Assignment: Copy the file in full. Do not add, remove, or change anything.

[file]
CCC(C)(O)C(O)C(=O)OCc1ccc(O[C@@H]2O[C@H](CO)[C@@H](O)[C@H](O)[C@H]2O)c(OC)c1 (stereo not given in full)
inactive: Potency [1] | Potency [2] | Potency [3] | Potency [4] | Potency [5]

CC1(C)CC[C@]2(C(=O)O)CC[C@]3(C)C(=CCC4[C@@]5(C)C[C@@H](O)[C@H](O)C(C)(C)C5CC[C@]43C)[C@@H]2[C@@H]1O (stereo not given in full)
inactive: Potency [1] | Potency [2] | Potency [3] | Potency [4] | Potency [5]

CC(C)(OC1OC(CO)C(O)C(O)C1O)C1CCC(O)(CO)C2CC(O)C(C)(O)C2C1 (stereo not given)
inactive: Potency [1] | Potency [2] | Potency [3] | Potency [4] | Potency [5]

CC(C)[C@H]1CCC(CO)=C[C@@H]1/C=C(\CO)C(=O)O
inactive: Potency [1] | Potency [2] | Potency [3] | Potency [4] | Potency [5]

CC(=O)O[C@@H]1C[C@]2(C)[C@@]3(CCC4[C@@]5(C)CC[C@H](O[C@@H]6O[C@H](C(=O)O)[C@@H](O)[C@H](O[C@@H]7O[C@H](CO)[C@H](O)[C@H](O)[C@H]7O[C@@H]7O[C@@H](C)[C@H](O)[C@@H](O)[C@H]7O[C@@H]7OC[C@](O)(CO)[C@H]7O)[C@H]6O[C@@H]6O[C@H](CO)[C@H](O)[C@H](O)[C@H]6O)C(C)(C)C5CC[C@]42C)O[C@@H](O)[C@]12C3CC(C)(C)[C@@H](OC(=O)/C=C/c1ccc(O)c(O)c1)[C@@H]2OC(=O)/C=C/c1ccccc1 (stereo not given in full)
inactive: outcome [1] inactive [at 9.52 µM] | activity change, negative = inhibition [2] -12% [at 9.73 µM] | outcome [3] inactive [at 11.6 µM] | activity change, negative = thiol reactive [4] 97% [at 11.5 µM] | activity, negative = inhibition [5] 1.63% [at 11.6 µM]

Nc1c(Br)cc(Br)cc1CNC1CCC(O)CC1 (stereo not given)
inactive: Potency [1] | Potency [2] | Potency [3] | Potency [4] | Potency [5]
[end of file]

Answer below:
CCC(C)(O)C(O)C(=O)OCc1ccc(O[C@@H]2O[C@H](CO)[C@@H](O)[C@H](O)[C@H]2O)c(OC)c1 (stereo not given in full)
inactive: Potency [1] | Potency [2] | Potency [3] | Potency [4] | Potency [5]

CC1(C)CC[C@]2(C(=O)O)CC[C@]3(C)C(=CCC4[C@@]5(C)C[C@@H](O)[C@H](O)C(C)(C)C5CC[C@]43C)[C@@H]2[C@@H]1O (stereo not given in full)
inactive: Potency [1] | Potency [2] | Potency [3] | Potency [4] | Potency [5]

CC(C)(OC1OC(CO)C(O)C(O)C1O)C1CCC(O)(CO)C2CC(O)C(C)(O)C2C1 (stereo not given)
inactive: Potency [1] | Potency [2] | Potency [3] | Potency [4] | Potency [5]

CC(C)[C@H]1CCC(CO)=C[C@@H]1/C=C(\CO)C(=O)O
inactive: Potency [1] | Potency [2] | Potency [3] | Potency [4] | Potency [5]

CC(=O)O[C@@H]1C[C@]2(C)[C@@]3(CCC4[C@@]5(C)CC[C@H](O[C@@H]6O[C@H](C(=O)O)[C@@H](O)[C@H](O[C@@H]7O[C@H](CO)[C@H](O)[C@H](O)[C@H]7O[C@@H]7O[C@@H](C)[C@H](O)[C@@H](O)[C@H]7O[C@@H]7OC[C@](O)(CO)[C@H]7O)[C@H]6O[C@@H]6O[C@H](CO)[C@H](O)[C@H](O)[C@H]6O)C(C)(C)C5CC[C@]42C)O[C@@H](O)[C@]12C3CC(C)(C)[C@@H](OC(=O)/C=C/c1ccc(O)c(O)c1)[C@@H]2OC(=O)/C=C/c1ccccc1 (stereo not given in full)
inactive: outcome [1] inactive [at 9.52 µM] | activity change, negative = inhibition [2] -12% [at 9.73 µM] | outcome [3] inactive [at 11.6 µM] | activity change, negative = thiol reactive [4] 97% [at 11.5 µM] | activity, negative = inhibition [5] 1.63% [at 11.6 µM]

Nc1c(Br)cc(Br)cc1CNC1CCC(O)CC1 (stereo not given)
inactive: Potency [1] | Potency [2] | Potency [3] | Potency [4] | Potency [5]